Recently as media circus focused its attention on the anticipated celebrity marriage between Mr. Abhishek and Ms. Aishwarya, a part of limelight also fell on the Brahma temple – the only one of its kind – situated in the Rajasthan district. The temple was visited by Ms. Aishwarya to seek the blessings of the Lord Brahma.
Brahma temples are rare. Why is Lord Brahma not ritualistically worshiped like the Lord Shiva or Lord Vishnu across the peninsular India? Sanskrit literature is full of metaphoric stories including the one where Shiva is supposed to have cursed Brahma that he shall not be worshiped on Earth (ref: Skanda Puraan).
Metaphorical stories are a peculiarity of the Sanskrit literature. The job of these stories is to motivate members of the society to do a certain thing or to deter them from doing certain other thing.
The true philosophical reason why Brahma is not worshiped like the other deities is as under: Worship involves faith and faith to certain degree means accepting supremacy of someone without questioning. Brahma, on the other hand, represents true knowledge. The knowledge and faith are philosophically antithetical concepts. Knowledge blooms in self-doubt, constant questioning, criticism and discussions and it lapses in faith. Ichnographically, Brahma is shown sitting on a blue lotus flower (Pushkara in Sanskrit). Anyone who is familiar with lotus will know that they bloom through a complicated network of root system submerged in the soft mud. This muddy foundation of the Lotus flower is an artists pictogram of intellectual ferment.
Ritualistic worship of Brahma who is an embodiment of the true knowledge, would have been a philosophical contradiction and to present reasoned out principles to society has been the endeavour of most scholars of the bygone era. This also is the principle reason the philosophical doctrines of Indian philosophy has withstood the vagaries of history and time for more than five millenniums.
As sage Aniruddha in his digest vrutti (1. 26) says :
na hy aaptavacanaan nabhasonipatanti mahaasuraaH |
yuktimad vacanam graahyam mayaanyaishca bhavadvidhaiH ||
(Huge giants do not drop from the skies simply because a competent person/s says so . Only sayings which are supported by reason should be accepted by me and others like yourselves . – translation by Dr. S Radhakrishnan © 1930 )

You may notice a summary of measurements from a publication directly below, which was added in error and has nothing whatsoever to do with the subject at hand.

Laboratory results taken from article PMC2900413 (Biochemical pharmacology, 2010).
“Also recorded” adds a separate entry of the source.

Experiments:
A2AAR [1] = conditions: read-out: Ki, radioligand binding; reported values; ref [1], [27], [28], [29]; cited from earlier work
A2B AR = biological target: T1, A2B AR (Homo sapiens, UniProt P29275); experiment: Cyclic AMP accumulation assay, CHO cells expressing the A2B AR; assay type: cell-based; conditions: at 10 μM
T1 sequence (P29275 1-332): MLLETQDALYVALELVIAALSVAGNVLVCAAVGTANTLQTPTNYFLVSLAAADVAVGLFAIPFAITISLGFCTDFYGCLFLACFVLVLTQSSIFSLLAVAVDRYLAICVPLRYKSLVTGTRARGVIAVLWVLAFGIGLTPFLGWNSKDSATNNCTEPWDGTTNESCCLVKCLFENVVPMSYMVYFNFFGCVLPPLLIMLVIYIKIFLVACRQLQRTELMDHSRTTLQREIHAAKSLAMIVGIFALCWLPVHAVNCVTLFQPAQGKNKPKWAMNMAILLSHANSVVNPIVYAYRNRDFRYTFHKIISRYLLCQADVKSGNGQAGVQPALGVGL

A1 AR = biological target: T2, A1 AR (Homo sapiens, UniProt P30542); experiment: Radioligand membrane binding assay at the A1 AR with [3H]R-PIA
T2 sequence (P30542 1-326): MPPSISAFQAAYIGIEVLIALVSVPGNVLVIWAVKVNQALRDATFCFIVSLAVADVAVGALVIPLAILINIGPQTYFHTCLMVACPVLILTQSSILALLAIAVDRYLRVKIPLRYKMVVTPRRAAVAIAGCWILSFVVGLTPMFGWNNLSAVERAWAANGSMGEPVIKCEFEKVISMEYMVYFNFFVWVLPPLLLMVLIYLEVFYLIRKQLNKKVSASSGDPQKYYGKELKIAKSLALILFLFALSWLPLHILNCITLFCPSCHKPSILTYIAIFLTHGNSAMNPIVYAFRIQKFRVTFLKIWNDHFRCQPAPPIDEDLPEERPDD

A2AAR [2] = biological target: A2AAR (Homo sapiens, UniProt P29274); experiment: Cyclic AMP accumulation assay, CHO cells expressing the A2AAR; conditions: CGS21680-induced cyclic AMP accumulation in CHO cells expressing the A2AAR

This has been the foundation of the great philosophy.
What unsettled my intellectual sensibilities is that the media coverage claimed that offering Pooja at the Pushkara temple of Brahma washes all the sins and leads to wish fulfilment. A gross trivialisation of a thought. Acquisition of true knowledge neither washes the sins nor does it fulfil wishes because acquisition of such a true knowledge makes both these aspects irrelevant.
Note: There are a few ritualistic traditions like shanties performed at funeral rites where Brahma in a form of a creator is revered and offered oblations to.
"lastly and most importantly, most of the scriptures of antiquity surprisingly address a society that was far more advanced in thought, culture and conduct and far more receptive vis-à-vis the society of today, which is in ferment."
well said! very true!
thanks a lot for bringing out these points: i would like to clarify the following
in the above blog post i have used both words worship and faith interchangeably. however, at all instances of using these words i mean “mechanical sacerdotalism” then there should be no ambiguity that such a mechanical concept is antithetical to reasoning and questioning. i must agree that ‘shraddhaa’ in sanskrit does not have an equivalent english translation.
i have not said that purans contain only metaphorical stories or all that they contain are mere metaphorical stories. i have said a portion of them does and a large section of sanskrit literature does carry these stories.
your contention about western thoughts and western scholars is correct. however, in my experience of research in indology i have found that even we, the modern indians, are poorly equipped to handle the concepts expressed in vedas, upanisheds and puranas. reason for this is embodied in our way of education today, which is strictly western. we are more comfortable reading a book with a systematic array of thought expressed by a particular author and must confess to intellectual bankruptcy when faced with a collection of thoughts written by varied scholars who have only hinted at several suggestions, which at times appears completely contrary to each other.
lastly and most importantly, most of the scriptures of antiquity surprisingly address a society that was far more advanced in thought, culture and conduct and far more receptive vis-à-vis the society of today, which is in ferment.
metaphorical stories are a peculiarity of the sanskrit literature. the job of these stories is to motivate members of the society to do a certain thing or to deter them from doing certain other thing.